the Great (Zohar). be drawn from all this Christian rival evidence is that it is them specifically and not derived from any one of exclusively. who wrote.&quot.). indeed almost to Talmudic times. v. of course. t I (Somnium Sapionis.Mie. that we must the source of that sacred tradition transmitted from generation to generation.Symbols of Pythagoras&quot. that Ain Soph. &c. 183. . 184.aub JUthoritn of the $ubaluh 123 Platonism.cx-rn Israel. London. down to the disciples this master. merely an assumption of the vital point at * Even the so-called &quot. not excluding the scholastic philosophy of Christian Europe during the Middle Ages. of course.gt.f Ain Soph is that final concept of the Deity which is Mit/raim by Moses at the exodus of the Sons of di-. The subsequent developments possess a complexion derived from many sources. ilectanea Hermetica. vol. by W. I think. Included in other attempts of the kind in all the first class are the doctrine of the Ten Emanations. have been approximated edited to Kabalistic teaching. that the Kabalah . distinguish the fundamental part of the Kabalah from its developments. when engaged on and perhaps insoluble problems of the universe. i&amp. We must. by the oral of Simeon ben Jochai. of the Macrvprosopus and the MicroprosopuS) some of which may go far back in of the history of post-Christian Jewish literature. among the Jews way. 1894. refer here to the Kabalistic schools of Isaac de Loria and Moses of Cordova. at the dictation of the second century of the Christian era.-. is largely an outcome of main such unaided research that its results are in the sui generis. from the categories of Aristotle. about An Settil du nth. from early Gnosticism. My Book of the Light The last statement is. tends independently to reach conclusions that are similar and may even wear sometimes an aspect of literal identity . but rather that the certain fundamental human mind. but that they offer points of contact with ages and nations. \Vynn Westcott. pp.* The most philosophical conclusion which can.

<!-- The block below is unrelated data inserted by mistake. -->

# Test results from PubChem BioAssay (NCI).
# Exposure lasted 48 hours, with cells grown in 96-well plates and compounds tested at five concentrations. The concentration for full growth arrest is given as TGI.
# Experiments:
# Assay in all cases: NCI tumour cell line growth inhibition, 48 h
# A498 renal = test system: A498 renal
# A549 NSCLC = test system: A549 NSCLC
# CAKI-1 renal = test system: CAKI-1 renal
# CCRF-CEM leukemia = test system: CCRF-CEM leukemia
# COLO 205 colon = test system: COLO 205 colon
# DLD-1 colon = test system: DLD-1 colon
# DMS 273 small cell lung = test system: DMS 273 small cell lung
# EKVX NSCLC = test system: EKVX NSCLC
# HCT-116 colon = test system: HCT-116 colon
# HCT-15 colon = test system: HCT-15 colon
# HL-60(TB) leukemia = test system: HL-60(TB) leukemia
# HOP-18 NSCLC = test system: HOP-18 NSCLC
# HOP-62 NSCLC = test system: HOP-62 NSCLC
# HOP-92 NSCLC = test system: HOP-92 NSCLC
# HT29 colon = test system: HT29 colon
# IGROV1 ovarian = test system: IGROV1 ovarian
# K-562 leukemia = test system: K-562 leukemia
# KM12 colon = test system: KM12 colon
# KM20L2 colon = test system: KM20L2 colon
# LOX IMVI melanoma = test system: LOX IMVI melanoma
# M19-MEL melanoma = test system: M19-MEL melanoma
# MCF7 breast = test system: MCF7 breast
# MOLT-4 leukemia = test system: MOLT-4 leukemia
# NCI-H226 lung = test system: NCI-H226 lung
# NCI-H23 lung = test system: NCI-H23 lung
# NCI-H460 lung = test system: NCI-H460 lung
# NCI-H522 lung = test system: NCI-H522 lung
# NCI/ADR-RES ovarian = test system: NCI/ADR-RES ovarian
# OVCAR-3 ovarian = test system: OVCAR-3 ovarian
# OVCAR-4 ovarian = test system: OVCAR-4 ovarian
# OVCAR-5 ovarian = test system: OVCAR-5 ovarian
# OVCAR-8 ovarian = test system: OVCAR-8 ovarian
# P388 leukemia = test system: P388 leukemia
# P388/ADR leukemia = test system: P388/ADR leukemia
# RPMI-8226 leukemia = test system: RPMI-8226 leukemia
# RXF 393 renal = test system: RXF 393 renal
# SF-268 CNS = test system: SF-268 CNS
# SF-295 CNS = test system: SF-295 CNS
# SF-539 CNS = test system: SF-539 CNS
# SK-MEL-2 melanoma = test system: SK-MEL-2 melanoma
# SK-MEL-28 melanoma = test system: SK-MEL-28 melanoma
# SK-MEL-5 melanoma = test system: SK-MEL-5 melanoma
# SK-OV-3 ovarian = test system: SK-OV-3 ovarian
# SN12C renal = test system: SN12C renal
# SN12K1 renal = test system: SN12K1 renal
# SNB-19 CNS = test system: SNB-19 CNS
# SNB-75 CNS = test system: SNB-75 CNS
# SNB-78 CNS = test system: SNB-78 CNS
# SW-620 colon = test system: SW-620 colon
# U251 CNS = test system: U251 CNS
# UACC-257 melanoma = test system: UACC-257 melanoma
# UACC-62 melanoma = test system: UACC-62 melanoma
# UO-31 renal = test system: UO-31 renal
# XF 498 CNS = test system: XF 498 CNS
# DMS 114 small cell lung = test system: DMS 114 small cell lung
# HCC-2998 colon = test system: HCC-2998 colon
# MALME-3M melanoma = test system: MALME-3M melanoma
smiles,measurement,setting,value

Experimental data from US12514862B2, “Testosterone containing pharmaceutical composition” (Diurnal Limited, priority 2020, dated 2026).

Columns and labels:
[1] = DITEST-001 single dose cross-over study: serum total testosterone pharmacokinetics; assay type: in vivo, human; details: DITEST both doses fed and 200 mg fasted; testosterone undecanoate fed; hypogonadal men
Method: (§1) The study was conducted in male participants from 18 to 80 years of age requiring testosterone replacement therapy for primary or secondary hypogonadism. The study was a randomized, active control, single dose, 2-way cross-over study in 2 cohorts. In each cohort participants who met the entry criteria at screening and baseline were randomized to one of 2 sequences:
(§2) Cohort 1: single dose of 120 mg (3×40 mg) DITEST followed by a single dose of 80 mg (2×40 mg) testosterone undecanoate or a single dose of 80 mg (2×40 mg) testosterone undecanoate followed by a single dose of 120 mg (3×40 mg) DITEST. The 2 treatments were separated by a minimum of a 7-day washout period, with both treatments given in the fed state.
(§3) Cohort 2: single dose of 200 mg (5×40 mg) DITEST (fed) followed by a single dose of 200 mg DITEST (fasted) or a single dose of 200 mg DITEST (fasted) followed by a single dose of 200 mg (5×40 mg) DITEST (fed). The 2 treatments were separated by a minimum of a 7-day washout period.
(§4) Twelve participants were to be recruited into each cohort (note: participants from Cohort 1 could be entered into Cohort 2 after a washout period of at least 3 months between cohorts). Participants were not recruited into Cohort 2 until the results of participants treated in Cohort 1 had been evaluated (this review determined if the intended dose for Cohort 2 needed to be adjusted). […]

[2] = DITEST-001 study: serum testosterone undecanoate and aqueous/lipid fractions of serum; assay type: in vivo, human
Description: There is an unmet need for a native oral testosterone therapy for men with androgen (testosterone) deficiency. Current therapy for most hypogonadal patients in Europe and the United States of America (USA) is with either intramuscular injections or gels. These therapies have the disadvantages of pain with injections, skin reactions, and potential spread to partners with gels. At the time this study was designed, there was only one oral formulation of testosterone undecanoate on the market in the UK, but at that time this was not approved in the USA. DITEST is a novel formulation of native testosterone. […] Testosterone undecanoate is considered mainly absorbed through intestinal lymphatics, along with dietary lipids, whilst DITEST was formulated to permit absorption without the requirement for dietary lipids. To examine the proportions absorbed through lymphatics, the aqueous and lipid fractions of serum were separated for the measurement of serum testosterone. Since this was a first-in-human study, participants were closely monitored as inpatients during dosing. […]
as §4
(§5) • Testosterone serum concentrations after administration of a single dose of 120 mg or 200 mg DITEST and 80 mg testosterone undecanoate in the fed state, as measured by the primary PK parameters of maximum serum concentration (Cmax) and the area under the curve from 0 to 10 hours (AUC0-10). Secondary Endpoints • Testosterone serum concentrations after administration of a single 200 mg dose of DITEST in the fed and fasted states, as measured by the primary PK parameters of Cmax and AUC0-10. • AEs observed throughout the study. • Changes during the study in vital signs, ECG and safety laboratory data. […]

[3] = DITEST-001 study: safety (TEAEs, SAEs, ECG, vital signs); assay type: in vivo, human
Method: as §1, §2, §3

they are the kind of speculative doctrine which one might Given the times have expected a priori. are late at least the history of human speculation. They are an attempt in to distinguish in between God as He is Himself and His relation with His children. betweed absolute purity and that material world which. As might be expected. at which the mind The doctrine of the always arrives. is in either case Sephiroth is. But the ultimate point of theosophic speculation possible to the human mind. whether or Jewish literature. as such. it is not necessary to suppose that was the derived exile from Babylonian initiations during seventy years. When we remember of all the persistence of tradition that which has always characterised the most persistent races. Yet they have some points of As regards each and all. contact. natural results of legitimate intellectual and the circumstances. in to always prosopns early in be regarded the as one or other way. seems unclean. a very intelligible form of another widespread device of the world s thought when it seeks to bridge the gulf between finite and infinite. when we remember dispensation the Jew of have the Christian may be said to .124 Ihe ilodrine anb literature of the JUbalah all reached by metaphysics it . The Macrolate in and Microprosopus. the first point to be fixed firmly in the mind is that they are the inquiry. in its turn. offer the least connection with any external system. of regarded reasonably as a unfinished exile of the Christian it more product of the centuries. they are the most characteristic of Jewry and. or from Greek speculation at Alexandria it may be .